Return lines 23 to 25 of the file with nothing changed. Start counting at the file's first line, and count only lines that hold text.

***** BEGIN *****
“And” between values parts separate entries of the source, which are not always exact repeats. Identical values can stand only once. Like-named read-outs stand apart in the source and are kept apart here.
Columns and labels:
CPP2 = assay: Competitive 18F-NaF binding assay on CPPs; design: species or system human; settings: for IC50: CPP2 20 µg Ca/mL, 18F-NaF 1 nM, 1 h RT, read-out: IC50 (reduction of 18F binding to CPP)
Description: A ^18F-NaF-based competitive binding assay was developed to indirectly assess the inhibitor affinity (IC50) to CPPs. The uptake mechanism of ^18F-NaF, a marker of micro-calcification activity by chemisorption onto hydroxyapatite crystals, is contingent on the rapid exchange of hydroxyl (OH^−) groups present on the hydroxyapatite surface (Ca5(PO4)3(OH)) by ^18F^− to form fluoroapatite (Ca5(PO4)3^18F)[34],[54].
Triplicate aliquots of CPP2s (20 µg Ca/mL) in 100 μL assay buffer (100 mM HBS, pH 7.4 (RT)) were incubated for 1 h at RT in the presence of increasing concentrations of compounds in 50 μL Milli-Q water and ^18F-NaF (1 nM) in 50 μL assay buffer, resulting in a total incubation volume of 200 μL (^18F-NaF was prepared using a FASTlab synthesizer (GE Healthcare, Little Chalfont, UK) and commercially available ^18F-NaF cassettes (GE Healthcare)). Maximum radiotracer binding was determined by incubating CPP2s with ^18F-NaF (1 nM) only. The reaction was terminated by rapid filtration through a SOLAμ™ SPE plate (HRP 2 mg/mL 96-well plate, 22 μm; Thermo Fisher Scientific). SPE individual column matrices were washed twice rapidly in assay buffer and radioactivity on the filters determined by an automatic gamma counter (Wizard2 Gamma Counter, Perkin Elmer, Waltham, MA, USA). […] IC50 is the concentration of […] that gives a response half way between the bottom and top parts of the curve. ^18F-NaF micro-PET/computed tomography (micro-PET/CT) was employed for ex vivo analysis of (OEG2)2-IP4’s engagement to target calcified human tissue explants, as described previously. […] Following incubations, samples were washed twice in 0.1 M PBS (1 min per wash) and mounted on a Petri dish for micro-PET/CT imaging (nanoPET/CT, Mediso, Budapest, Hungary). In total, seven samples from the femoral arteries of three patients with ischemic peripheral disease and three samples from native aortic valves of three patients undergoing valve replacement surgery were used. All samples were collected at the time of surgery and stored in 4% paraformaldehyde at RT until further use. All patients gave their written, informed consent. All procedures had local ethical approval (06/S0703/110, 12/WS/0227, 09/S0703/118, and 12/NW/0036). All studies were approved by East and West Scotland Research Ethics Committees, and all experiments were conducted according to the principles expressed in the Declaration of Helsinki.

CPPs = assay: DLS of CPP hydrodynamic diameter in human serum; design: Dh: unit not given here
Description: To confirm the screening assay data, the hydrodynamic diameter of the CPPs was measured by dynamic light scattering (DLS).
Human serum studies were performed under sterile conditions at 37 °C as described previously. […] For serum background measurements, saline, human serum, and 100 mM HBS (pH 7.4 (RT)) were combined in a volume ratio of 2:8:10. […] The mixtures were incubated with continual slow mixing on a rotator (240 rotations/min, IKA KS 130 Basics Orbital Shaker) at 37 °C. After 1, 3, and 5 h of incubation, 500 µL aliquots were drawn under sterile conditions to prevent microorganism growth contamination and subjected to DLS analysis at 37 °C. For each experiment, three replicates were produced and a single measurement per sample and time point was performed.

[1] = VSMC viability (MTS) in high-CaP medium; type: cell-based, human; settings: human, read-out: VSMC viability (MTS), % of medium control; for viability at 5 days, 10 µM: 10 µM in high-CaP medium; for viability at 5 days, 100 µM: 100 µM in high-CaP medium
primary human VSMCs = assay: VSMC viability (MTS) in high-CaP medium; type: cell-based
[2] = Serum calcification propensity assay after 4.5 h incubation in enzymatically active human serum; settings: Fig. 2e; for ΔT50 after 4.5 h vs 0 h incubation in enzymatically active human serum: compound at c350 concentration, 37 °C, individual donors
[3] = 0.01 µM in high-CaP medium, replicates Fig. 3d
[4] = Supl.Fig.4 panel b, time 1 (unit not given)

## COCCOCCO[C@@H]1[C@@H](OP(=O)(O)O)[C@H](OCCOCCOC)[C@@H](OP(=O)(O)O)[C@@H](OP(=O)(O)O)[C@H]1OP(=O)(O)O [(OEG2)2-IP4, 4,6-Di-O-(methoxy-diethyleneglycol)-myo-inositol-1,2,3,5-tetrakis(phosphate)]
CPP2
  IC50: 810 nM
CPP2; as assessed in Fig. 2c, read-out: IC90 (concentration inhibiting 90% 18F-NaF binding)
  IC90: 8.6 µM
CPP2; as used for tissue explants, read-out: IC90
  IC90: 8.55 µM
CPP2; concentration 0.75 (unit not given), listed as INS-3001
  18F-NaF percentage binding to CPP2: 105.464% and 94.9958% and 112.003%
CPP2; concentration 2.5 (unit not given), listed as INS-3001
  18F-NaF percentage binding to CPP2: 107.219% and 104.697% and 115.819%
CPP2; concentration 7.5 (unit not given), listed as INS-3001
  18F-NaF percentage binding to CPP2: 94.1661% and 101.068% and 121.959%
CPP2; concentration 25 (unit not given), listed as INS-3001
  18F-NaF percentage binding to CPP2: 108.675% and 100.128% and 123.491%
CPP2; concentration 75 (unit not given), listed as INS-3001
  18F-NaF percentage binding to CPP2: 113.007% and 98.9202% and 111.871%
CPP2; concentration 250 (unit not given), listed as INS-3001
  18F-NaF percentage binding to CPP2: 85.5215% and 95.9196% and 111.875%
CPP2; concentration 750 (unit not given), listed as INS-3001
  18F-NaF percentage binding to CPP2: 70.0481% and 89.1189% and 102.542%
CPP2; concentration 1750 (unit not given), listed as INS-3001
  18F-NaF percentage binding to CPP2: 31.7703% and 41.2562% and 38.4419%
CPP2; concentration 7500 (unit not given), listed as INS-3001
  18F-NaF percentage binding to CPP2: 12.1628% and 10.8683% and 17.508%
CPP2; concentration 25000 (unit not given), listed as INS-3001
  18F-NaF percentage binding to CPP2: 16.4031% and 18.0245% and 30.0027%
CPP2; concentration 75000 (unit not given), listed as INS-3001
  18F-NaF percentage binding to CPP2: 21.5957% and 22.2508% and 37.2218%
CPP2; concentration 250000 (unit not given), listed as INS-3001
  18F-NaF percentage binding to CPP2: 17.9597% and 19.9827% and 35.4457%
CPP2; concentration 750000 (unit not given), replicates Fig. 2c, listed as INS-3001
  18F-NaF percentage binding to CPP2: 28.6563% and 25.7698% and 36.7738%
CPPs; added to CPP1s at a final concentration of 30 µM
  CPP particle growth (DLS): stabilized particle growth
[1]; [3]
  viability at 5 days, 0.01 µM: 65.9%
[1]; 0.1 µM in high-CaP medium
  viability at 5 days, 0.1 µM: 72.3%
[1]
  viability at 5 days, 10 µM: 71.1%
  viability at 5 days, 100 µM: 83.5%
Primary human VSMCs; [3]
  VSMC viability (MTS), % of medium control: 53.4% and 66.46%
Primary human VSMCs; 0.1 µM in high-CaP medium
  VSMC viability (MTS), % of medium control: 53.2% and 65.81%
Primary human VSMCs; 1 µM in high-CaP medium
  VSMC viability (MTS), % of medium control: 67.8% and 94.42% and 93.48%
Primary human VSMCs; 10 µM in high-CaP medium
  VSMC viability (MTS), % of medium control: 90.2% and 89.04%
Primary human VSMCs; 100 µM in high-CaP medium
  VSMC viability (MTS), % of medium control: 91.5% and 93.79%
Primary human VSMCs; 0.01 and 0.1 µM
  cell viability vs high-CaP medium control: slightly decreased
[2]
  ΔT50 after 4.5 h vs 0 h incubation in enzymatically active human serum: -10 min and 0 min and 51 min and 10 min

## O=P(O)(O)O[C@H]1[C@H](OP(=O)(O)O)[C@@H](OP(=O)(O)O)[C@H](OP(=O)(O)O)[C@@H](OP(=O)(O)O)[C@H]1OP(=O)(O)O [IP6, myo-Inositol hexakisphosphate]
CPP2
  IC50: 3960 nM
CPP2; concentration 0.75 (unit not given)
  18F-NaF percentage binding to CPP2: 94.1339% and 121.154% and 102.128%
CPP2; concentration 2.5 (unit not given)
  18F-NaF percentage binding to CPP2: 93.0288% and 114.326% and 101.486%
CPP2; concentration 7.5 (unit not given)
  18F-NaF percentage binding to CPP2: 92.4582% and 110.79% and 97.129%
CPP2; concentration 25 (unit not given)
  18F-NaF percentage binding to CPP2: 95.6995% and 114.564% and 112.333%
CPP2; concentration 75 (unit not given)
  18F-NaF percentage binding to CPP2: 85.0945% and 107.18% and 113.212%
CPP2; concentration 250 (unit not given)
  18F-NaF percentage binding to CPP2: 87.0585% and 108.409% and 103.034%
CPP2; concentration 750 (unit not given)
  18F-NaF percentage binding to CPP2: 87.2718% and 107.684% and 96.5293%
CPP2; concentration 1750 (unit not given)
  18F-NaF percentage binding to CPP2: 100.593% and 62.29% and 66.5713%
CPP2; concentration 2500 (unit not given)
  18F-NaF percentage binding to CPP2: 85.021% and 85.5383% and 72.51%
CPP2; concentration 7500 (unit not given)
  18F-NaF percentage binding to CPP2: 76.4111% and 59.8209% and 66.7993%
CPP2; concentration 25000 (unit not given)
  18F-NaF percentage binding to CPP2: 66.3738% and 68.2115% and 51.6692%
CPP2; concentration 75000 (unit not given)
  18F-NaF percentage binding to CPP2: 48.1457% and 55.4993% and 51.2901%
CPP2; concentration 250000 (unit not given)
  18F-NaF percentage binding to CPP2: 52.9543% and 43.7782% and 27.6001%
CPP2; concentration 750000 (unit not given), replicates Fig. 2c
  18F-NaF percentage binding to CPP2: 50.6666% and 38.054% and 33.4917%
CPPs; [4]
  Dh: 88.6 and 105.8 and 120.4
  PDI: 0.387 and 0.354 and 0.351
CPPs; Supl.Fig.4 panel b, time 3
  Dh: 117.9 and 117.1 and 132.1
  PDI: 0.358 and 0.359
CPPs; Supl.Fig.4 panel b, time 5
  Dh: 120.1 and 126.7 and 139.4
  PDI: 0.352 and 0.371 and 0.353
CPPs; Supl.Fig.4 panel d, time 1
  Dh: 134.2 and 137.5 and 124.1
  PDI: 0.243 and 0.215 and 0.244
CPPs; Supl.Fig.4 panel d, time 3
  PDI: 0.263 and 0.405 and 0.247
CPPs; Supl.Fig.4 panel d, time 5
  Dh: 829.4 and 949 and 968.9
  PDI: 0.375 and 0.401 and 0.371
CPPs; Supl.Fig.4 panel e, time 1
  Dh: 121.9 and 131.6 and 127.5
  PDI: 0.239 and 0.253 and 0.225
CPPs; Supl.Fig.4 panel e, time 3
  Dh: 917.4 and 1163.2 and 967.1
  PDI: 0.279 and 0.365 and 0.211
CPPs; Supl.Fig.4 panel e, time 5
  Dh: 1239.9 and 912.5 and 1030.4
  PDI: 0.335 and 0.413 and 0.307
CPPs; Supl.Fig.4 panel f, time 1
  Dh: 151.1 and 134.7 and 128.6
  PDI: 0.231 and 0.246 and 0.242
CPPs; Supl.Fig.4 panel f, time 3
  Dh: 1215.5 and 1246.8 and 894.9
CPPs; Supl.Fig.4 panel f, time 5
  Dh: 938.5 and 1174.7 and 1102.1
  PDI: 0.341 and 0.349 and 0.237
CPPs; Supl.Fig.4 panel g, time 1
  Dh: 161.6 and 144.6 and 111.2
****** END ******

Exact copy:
CPP2; concentration 2.5 (unit not given), listed as INS-3001
  18F-NaF percentage binding to CPP2: 107.219% and 104.697% and 115.819%
CPP2; concentration 7.5 (unit not given), listed as INS-3001